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Money, Mentors, Trust & Happiness

By David Penglase

This post will give you a peek inside how my mind works in connections and patterns. I’m going to start with a radio interview that prompted me to think about money, which prompted me to think about trusted mentors which prompted me to answer the question ‘does money buy happiness?’

I was interviewed last week on ABC radio by the wonderful Liz Ellis about the Powerball top prize of $70million and to discuss what we know from the scientific research around money and happiness. It prompted me to think about what I’d learned throughout my life about money and happiness, before studying about it academically in my master degree in applied positive psychology.

No Regrets

I don’t dwell on regret, however, if there was one mentor I wish I had have found earlier in my life, it would be a Financial Mentor. I love my dad and my mum and had a wonderful Huckleberry Finn type of upbringing… never having much, but not really wanting for much either. But their philosophy about money was more along the lines of survival rather than growth, and based on their parents experienced living through the Great Depression.

So I had the ‘Poor Dad’, but hadn’t really found my ‘Rich Dad’ – that other mentor who had the experience, skills, and character to teach me about the value of money and how to create a financial plan to help me achieve short, medium and long term financial and lifestyle goals.

That got me thinking about the importance of mentors in our life in general.

One of the best resources I know of to help guide us through times of disruption, distraction and change, is to have a mentor… especially when it comes to finances!

Mentors can play various roles:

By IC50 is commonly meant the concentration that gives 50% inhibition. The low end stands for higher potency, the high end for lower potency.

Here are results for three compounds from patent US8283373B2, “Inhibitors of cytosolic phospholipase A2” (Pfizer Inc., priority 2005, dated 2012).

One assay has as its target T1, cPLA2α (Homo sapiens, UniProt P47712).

• Mentor as Coach: They can revert to coaching skills when they think you have the answers within you.
  • Mentor as Teacher: They can engage with teaching skills when they think you don’t have the skills, knowledge, attributes or experiences required.
  • Mentor as ‘Unreasonable Friend’: They can be your ‘unreasonable friend’, challenging, questioning, and holding you accountable for your intentions, promises, actions and results when you need the proverbial kick-up-the-pants.
  • Mentor as Counsellor: They can listen and guide using the skills of a counsellor in times of difficulty.
  • Mentor as Connector: They can be the referrer and introducer when they realise you need expert advice beyond their own capacity.

I have a number of mentors in my professional and personal life. Each whom I have carefully selected because of their experience, the results they have achieved and most importantly because of their aspirational strength of character.

Liz and I do now have a very trusted financial mentor, and we are in a solid financial position, because of the advice we’ve received. Without doubt though, our financial position would be even better if we had found our trusted financial mentor earlier in our lives.

What I know from the research by the Financial Planning Association of Australia is that while many people want to seek financial advice, the big concern for most of them is ‘who can they trust?’

Who Can I Trust?

This one question… ‘Who can I trust?’ can create apathy that stops people from starting their financial planning early in their life… which in turn, can limit their potential to align their financial plan with their short, medium and long term lifestyle goals. If that's you, my advice is get it sorted as soon as you can.

I’m not an expert with money, that's why I invest in advice from a financial mentor. In fact, one of the discussions I constantly have with my financial mentor is that money is not a motivator for me. However, lifestyle choices are a motivator for me, and money can buy you more choices – which means the answer to that age old question ‘Can money buy happiness?’ … is YES if you invest well, and more importantly spend it in ways that science validates will enhance your capacity to flourish in life (for example, on shared experiences with others, on products or services that save you time, and on personal and professional development).

So what's the action step? Simple. If you're not an expert in area of your life you'd like to make improvements in, invest in a mentor.



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